A New History of Kentucky
When originally published, A New History of Kentucky provided a comprehensive study of the Commonwealth, bringing it to life by revealing the many faces, deep traditions, and historical milestones of the state. With new discoveries and findings, the narrative continues to evolve, and so does the telling of Kentucky's rich history. In this second edition, authors James C. Klotter and Craig Thompson Friend provide significantly revised content with updated material on gender politics, African American history, and cultural history. This wide-ranging volume includes a full overview of the state and its economic, educational, environmental, racial, and religious histories.
At its essence, Kentucky's story is about its people―not just the notable and prominent figures but also lesser-known and sometimes overlooked personalities. The human spirit unfolds through the lives of individuals such as Shawnee peace chief Nonhelema Hokolesqua and suffrage leader Madge Breckinridge, early land promoter John Filson, author Wendell Berry, and Iwo Jima flag–raiser Private Franklin Sousley. They lived on a landscape defined by its topography as much as its political boundaries, from Appalachia in the east to the Jackson Purchase in the west, and from the Walker Line that forms the Commonwealth's southern boundary to the Ohio River that shapes its northern boundary. Along the journey are traces of Kentucky's past―its literary and musical traditions, its state-level and national political leadership, and its basketball and bourbon. Yet this volume also faces forthrightly the Commonwealth's blemishes―the displacement of Native Americans, African American enslavement, the legacy of violence, and failures to address poverty and poor health.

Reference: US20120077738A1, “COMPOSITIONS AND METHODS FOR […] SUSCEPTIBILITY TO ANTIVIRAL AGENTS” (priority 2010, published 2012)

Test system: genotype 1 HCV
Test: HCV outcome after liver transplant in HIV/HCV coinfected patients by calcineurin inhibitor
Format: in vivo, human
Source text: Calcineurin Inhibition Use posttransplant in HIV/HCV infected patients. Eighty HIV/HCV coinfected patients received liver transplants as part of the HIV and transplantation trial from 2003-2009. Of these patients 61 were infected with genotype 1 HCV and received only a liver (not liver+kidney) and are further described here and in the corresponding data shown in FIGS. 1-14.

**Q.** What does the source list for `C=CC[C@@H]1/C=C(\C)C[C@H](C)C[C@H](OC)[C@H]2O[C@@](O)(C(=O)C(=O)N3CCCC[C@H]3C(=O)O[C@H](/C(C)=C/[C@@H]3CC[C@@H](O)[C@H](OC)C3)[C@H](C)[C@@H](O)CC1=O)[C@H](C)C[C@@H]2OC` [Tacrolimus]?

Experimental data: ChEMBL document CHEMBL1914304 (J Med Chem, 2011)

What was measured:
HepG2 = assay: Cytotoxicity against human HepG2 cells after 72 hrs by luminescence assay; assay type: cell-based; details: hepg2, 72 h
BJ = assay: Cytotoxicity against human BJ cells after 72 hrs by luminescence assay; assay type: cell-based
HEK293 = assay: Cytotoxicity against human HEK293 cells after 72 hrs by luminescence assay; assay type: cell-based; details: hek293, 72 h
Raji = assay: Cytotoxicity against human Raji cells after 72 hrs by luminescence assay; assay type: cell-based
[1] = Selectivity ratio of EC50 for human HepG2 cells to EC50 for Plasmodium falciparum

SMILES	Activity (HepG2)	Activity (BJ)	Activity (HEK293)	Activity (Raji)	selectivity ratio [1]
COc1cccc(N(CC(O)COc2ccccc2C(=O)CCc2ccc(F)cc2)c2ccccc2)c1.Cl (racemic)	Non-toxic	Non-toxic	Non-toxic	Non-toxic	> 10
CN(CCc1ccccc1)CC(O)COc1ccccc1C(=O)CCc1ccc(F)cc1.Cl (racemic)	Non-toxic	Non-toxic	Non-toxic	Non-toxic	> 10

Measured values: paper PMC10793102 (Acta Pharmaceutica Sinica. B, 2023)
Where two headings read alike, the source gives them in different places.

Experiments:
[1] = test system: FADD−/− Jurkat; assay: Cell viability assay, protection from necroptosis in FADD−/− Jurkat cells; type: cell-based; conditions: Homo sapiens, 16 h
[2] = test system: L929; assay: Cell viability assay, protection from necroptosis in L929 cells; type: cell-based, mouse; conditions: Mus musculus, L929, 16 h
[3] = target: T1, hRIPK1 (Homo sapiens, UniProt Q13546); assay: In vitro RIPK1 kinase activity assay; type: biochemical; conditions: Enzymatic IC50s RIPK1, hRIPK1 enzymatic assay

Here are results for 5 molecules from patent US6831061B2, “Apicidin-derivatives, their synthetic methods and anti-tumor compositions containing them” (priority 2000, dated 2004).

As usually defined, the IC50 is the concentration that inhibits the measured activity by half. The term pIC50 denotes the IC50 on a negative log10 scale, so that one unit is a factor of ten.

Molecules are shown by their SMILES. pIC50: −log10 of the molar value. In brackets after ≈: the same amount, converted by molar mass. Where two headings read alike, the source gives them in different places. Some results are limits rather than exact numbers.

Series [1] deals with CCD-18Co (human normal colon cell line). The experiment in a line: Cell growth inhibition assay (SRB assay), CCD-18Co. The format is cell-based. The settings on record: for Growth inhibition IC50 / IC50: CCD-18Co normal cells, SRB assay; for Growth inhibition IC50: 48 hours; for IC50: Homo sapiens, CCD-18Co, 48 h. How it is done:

A New History of Kentucky ranges throughout all parts of the Commonwealth to explore its special meaning to those who have called it home. It is a broadly interpretive, all-encompassing narrative that tells Kentucky's complex, extensive, and ever-changing story.
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